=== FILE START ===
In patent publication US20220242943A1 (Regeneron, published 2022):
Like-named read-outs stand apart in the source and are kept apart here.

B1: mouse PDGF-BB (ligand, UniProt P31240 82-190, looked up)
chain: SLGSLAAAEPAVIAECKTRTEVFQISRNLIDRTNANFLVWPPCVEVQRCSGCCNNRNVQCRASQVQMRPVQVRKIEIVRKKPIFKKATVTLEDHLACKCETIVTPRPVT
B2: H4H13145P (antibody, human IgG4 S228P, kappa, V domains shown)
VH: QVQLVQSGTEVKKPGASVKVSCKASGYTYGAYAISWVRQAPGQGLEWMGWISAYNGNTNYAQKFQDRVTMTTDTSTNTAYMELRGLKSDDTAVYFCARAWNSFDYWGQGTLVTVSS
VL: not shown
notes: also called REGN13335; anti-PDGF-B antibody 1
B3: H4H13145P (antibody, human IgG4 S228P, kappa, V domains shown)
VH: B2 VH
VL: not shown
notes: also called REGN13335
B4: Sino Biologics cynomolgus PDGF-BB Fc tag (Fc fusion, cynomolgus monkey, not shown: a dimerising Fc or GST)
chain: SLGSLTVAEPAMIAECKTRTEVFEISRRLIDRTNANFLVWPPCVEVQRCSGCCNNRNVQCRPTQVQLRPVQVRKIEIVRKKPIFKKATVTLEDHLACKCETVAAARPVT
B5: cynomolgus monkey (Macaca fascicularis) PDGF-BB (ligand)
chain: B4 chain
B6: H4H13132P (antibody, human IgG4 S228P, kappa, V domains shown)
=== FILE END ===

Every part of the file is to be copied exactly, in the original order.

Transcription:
In patent publication US20220242943A1 (Regeneron, published 2022):
Like-named read-outs stand apart in the source and are kept apart here.

B1: mouse PDGF-BB (ligand, UniProt P31240 82-190, looked up)
chain: SLGSLAAAEPAVIAECKTRTEVFQISRNLIDRTNANFLVWPPCVEVQRCSGCCNNRNVQCRASQVQMRPVQVRKIEIVRKKPIFKKATVTLEDHLACKCETIVTPRPVT
B2: H4H13145P (antibody, human IgG4 S228P, kappa, V domains shown)
VH: QVQLVQSGTEVKKPGASVKVSCKASGYTYGAYAISWVRQAPGQGLEWMGWISAYNGNTNYAQKFQDRVTMTTDTSTNTAYMELRGLKSDDTAVYFCARAWNSFDYWGQGTLVTVSS
VL: not shown
notes: also called REGN13335; anti-PDGF-B antibody 1
B3: H4H13145P (antibody, human IgG4 S228P, kappa, V domains shown)
VH: B2 VH
VL: not shown
notes: also called REGN13335
B4: Sino Biologics cynomolgus PDGF-BB Fc tag (Fc fusion, cynomolgus monkey, not shown: a dimerising Fc or GST)
chain: SLGSLTVAEPAMIAECKTRTEVFEISRRLIDRTNANFLVWPPCVEVQRCSGCCNNRNVQCRPTQVQLRPVQVRKIEIVRKKPIFKKATVTLEDHLACKCETVAAARPVT
B5: cynomolgus monkey (Macaca fascicularis) PDGF-BB (ligand)
chain: B4 chain
B6: H4H13132P (antibody, human IgG4 S228P, kappa, V domains shown)